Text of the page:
Black farmers are still fighting for equal access.
A collective of Black farmers in West Sacramento, California, is sowing seeds for a sustainable tomorrow with its a recent $1.25 million grant.
But they got help from a family of farming, racial justice and environmental groups that have come together for the love of growing food and maintaining relationships in the Sacramento area and Yolo County specifically. The family of local farms includes We Grow Farms and Brown Sugar Farm, two Black-led farms.
“It’s also us facilitating that dynamic where we can really reduce the burden of entry,” Hawkins told Spectrum News. “And really help each other out because farming in and of itself, taking land out of the situation, is not easy.”
Hawkins, recently elected to California’s Land Equity Task Force, aims to provide security from the pitfalls of exclusion and discriminatory systems. “The more we can work together, nudge each other, and educate each other—we’re stronger together.”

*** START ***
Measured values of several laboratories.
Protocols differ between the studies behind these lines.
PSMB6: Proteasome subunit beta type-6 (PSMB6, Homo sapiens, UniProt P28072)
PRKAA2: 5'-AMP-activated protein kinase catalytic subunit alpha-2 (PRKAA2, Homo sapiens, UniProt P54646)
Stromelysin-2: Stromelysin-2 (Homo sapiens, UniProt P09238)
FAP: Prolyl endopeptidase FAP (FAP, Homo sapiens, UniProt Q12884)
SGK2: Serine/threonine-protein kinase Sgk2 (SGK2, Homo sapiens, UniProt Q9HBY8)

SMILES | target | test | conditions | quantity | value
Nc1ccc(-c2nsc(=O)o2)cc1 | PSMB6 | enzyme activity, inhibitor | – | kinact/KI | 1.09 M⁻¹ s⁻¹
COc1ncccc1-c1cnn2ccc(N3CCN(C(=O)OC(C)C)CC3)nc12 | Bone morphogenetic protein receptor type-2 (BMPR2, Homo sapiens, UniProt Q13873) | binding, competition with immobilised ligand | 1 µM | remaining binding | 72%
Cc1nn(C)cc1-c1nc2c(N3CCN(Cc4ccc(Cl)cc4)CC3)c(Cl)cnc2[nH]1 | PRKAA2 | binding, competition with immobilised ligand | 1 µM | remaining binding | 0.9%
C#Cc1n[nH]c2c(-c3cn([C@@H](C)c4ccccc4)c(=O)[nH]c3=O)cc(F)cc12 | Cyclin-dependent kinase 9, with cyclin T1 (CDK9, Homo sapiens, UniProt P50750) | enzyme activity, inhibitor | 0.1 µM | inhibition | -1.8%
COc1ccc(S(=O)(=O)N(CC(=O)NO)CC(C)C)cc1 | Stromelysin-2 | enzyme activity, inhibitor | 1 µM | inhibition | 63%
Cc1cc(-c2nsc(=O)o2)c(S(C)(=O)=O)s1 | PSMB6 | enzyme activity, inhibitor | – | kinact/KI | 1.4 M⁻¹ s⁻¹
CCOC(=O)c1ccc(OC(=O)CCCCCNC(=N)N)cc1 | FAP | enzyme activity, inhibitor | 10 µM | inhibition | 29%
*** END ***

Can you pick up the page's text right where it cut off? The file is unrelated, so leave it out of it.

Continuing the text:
In recent news, Ujamaa is teaming up with pepper farmer Nathaniel Brown, owner of Brown Sugar Farm. Thanks to the grant, Brown will gain access to agricultural land and financial stability for the legacy inspired by his grandmother. He is cultivating a half-acre parcel behind his family home in Citrus Heights. It is where residents and market goers can get a taste of the farm’s unconventional crops, such as Caribbean red, striped, and fish peppers, stinging nettles, and flowers. They are all grown using a home-brewed, brown sugar-based fertilizer.
Source: Black Enterprise